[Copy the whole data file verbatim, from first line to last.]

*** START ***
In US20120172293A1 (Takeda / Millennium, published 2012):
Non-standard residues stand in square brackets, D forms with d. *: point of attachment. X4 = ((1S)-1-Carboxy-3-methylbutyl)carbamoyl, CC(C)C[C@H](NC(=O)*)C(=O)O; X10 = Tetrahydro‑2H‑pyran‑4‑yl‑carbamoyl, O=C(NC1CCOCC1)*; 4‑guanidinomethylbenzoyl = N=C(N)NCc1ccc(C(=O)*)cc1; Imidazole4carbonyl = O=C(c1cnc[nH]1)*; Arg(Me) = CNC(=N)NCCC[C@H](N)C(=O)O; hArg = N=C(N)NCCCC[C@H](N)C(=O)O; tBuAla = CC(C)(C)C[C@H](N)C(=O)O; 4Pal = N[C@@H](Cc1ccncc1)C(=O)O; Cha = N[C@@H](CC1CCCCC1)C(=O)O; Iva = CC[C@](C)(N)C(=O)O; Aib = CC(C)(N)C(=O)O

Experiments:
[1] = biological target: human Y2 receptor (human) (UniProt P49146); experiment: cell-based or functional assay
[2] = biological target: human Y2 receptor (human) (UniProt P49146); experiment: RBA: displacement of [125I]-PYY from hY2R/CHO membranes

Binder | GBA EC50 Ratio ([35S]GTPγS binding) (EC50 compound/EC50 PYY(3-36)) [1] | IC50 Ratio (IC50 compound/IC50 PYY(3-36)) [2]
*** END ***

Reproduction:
In US20120172293A1 (Takeda / Millennium, published 2012):
Non-standard residues stand in square brackets, D forms with d. *: point of attachment. X4 = ((1S)-1-Carboxy-3-methylbutyl)carbamoyl, CC(C)C[C@H](NC(=O)*)C(=O)O; X10 = Tetrahydro‑2H‑pyran‑4‑yl‑carbamoyl, O=C(NC1CCOCC1)*; 4‑guanidinomethylbenzoyl = N=C(N)NCc1ccc(C(=O)*)cc1; Imidazole4carbonyl = O=C(c1cnc[nH]1)*; Arg(Me) = CNC(=N)NCCC[C@H](N)C(=O)O; hArg = N=C(N)NCCCC[C@H](N)C(=O)O; tBuAla = CC(C)(C)C[C@H](N)C(=O)O; 4Pal = N[C@@H](Cc1ccncc1)C(=O)O; Cha = N[C@@H](CC1CCCCC1)C(=O)O; Iva = CC[C@](C)(N)C(=O)O; Aib = CC(C)(N)C(=O)O

Experiments:
[1] = biological target: human Y2 receptor (human) (UniProt P49146); experiment: cell-based or functional assay
[2] = biological target: human Y2 receptor (human) (UniProt P49146); experiment: RBA: displacement of [125I]-PYY from hY2R/CHO membranes

Binder | GBA EC50 Ratio ([35S]GTPγS binding) (EC50 compound/EC50 PYY(3-36)) [1] | IC50 Ratio (IC50 compound/IC50 PYY(3-36)) [2]